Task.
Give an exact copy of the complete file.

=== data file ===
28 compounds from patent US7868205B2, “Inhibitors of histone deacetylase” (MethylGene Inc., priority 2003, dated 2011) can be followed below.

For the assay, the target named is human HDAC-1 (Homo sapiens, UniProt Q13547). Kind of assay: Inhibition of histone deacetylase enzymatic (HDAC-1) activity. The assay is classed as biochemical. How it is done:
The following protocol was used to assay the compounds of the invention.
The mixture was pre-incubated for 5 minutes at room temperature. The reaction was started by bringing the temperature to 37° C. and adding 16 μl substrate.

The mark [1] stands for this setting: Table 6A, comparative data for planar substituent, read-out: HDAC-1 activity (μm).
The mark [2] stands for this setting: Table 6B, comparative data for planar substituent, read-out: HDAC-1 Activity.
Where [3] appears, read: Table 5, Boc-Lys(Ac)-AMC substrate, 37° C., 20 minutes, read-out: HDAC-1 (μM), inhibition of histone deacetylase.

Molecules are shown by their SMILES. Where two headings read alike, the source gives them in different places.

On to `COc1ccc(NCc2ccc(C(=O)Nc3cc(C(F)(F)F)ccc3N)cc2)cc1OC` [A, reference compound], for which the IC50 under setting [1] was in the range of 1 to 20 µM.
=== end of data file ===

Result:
28 compounds from patent US7868205B2, “Inhibitors of histone deacetylase” (MethylGene Inc., priority 2003, dated 2011) can be followed below.

For the assay, the target named is human HDAC-1 (Homo sapiens, UniProt Q13547). Kind of assay: Inhibition of histone deacetylase enzymatic (HDAC-1) activity. The assay is classed as biochemical. How it is done:
The following protocol was used to assay the compounds of the invention.
The mixture was pre-incubated for 5 minutes at room temperature. The reaction was started by bringing the temperature to 37° C. and adding 16 μl substrate.

The mark [1] stands for this setting: Table 6A, comparative data for planar substituent, read-out: HDAC-1 activity (μm).
The mark [2] stands for this setting: Table 6B, comparative data for planar substituent, read-out: HDAC-1 Activity.
Where [3] appears, read: Table 5, Boc-Lys(Ac)-AMC substrate, 37° C., 20 minutes, read-out: HDAC-1 (μM), inhibition of histone deacetylase.

Molecules are shown by their SMILES. Where two headings read alike, the source gives them in different places.

On to `COc1ccc(NCc2ccc(C(=O)Nc3cc(C(F)(F)F)ccc3N)cc2)cc1OC` [A, reference compound], for which the IC50 under setting [1] was in the range of 1 to 20 µM.